Speaking of birds acting strange, 1 Kings 17 features a story about birds that behaved in a very strange way or acted out of the ordinary. These birds did not attack any human being. On the contrary, they saved a human being from death by starvation. The birds featured are not your usual adorable birds that many people love to have as pets. We are talking about ravens—those dark-coloured birds that are normally more associated with death or some sort of dark magic.

The person on the receiving end of this act is no other than the prophet Elijah. He who became so popular for showing remarkable prophetic authority and power on Mount Carmel owed his life to the unusual behaviour of a flock of ravens. Let’s take a closer look at this peculiar phenomenon and see what valuable lessons we can learn from it.

III. Affirmation of Peter (John 6:66-69)

By Em Sumaway

John 6:66-60 reads,

66 After this many of his disciples turned back and no longer walked with him.

67 So Jesus said to the Twelve, “Do you want to go away as well?”

68 Simon Peter answered him, “Lord, to whom shall we go? You have the words of eternal life,

69 and we have believed, and have come to know, that you are the Holy One of God.”

Faith without knowledge is mere fantasy. The Christian faith is not a blind or a brainless faith. It is based on pragmatic and historical verifications. In the case of the disciples, they were first-hand witnesses of the teachings and the ministries of the Lord. They personally knew Him. Because they have witnessed sufficient evidence that Jesus is the long-awaited Messiah, they put their faith in Him. The verbs, “have believed,” and, “have known,” are both in the perfect tense in Greek which means that they have permanently believed and have known Jesus as the Son of God.

Although we haven’t met the Lord personally, like Peter we can always say, “We have believed and have known,” because we have the Scriptures as the foundation of our knowledge of the Lord Jesus Christ. Our faith is founded on factual events which are recorded in the Bible. We do admit that there are many imponderables in the Scriptures and requires more faith than reason. This was pointed out by Dr. Gadiel Isidro in our Christology class: Faith and reason go together, but faith continues where reason ends. This is the reason why we have to surrender our lives to the Lord because it is only then that we can accept Biblical truths which are not fathomable through logic.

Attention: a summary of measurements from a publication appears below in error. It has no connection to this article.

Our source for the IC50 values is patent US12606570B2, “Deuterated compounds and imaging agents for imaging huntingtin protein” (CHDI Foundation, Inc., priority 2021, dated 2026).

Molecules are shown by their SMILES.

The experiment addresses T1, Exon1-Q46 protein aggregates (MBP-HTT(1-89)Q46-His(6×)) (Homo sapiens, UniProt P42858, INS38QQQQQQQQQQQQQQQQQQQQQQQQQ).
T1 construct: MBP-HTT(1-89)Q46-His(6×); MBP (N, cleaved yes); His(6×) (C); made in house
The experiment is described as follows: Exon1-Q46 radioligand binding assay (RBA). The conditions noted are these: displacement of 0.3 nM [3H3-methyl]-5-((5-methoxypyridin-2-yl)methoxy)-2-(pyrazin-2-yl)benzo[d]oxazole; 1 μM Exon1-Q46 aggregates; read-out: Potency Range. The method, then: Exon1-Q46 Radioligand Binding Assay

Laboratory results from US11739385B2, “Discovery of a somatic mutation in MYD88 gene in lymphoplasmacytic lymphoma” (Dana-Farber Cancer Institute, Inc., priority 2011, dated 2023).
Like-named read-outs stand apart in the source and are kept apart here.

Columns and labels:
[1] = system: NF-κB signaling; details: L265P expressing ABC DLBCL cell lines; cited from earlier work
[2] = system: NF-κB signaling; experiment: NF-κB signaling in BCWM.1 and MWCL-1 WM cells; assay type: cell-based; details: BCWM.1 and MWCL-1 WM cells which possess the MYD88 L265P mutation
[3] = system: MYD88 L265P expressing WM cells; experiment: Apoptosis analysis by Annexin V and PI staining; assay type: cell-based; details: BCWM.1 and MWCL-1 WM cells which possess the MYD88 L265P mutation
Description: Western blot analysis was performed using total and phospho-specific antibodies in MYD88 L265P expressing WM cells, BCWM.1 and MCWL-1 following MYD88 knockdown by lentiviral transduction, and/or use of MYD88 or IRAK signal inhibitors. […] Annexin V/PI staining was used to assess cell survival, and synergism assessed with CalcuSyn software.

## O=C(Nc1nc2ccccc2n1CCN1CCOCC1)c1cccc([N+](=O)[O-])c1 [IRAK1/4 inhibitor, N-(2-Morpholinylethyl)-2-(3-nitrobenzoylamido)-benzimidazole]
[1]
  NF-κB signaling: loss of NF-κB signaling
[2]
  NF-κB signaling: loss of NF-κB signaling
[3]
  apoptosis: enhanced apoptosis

Lastly, we ask this very important question: “To whom shall we go?” This is a question many unbelievers ask, may it be consciously or otherwise. Problems like sickness, poverty, emotional stresses, familial breakdowns and so on and so forth, lead people to ask, “To whom shall I go?” These people are looking for something, or someone, for security, peace, and love that will give life to their dying existence.

As Christians, we must grab these opportunities to show them where it is best to go – to the only One who has the words of eternal life. It is through faith in Him that one can receive wonderful blessings that go on beyond this present life.

Friend, go to Jesus now. He has the words of eternal life.

II. Answer of Peter (John 6:68)

By Em Sumaway

012_GalleryIf we look into the past, we will see that many great teachers have influenced the history of the world. In India, for example, there once lived a man named Siddhartha Gautama, later known as the Buddha. Gautama thought that life was an endless cycle of pain and the only way to escape it was by seeking wisdom. After meditating deeply for many days in the shade of a tree, Gautama suddenly felt that enlightenment came to him. He rose and set out to teach others what he had learned. Thereafter, he was known as Buddha, a title meaning “the Enlightened One.” His first five companions were so astonished by his wise and gentle words that they exclaimed: “Truly, O Buddha, Our Lord, thou has found the truth!” Thousands of Indians agreed and became his devoted followers.[1] As of 2011, there are about 1.2 to 1.6 billion people throughout the world practicing Buddhism.[2]